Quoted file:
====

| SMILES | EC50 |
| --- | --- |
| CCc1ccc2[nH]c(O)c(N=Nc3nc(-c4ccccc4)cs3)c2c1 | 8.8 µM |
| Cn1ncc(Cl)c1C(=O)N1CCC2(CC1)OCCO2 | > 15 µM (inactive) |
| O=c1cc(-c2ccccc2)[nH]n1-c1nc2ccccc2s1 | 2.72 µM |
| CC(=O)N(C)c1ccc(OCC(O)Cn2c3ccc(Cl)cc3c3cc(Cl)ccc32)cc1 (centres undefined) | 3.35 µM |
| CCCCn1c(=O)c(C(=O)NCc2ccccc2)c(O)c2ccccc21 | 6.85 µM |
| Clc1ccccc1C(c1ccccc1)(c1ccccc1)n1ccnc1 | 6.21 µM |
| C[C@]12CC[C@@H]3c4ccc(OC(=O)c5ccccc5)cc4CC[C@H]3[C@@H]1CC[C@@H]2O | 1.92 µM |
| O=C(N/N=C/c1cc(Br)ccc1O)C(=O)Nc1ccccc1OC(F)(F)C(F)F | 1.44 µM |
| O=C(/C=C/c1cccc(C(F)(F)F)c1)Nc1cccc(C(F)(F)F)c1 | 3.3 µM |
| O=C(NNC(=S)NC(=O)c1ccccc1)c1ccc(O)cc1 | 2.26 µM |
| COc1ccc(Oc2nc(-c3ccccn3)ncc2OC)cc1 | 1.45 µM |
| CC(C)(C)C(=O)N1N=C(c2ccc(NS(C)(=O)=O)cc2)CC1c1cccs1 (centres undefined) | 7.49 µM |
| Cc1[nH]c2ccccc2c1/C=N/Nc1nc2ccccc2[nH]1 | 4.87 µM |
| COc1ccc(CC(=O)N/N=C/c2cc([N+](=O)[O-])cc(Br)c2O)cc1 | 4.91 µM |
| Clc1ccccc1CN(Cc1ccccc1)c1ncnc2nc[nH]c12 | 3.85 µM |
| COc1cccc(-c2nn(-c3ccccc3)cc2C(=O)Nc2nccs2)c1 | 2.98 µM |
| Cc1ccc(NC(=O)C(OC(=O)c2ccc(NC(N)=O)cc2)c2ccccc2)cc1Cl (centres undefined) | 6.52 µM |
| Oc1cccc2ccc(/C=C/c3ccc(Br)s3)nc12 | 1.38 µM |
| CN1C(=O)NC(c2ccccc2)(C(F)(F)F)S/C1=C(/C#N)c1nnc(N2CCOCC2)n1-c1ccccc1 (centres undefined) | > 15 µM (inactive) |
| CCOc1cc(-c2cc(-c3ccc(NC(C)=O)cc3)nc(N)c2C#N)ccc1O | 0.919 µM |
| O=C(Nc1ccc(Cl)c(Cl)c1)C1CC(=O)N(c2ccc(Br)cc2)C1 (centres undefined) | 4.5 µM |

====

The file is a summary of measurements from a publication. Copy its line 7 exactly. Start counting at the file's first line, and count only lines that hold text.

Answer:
| CCCCn1c(=O)c(C(=O)NCc2ccccc2)c(O)c2ccccc21 | 6.85 µM |